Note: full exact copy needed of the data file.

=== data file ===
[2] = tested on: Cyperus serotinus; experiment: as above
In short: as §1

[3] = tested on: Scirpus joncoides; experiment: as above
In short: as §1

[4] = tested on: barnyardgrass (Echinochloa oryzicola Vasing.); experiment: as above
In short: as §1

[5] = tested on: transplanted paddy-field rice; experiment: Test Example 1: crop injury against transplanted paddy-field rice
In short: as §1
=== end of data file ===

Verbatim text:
[2] = tested on: Cyperus serotinus; experiment: as above
In short: as §1

[3] = tested on: Scirpus joncoides; experiment: as above
In short: as §1

[4] = tested on: barnyardgrass (Echinochloa oryzicola Vasing.); experiment: as above
In short: as §1

[5] = tested on: transplanted paddy-field rice; experiment: Test Example 1: crop injury against transplanted paddy-field rice
In short: as §1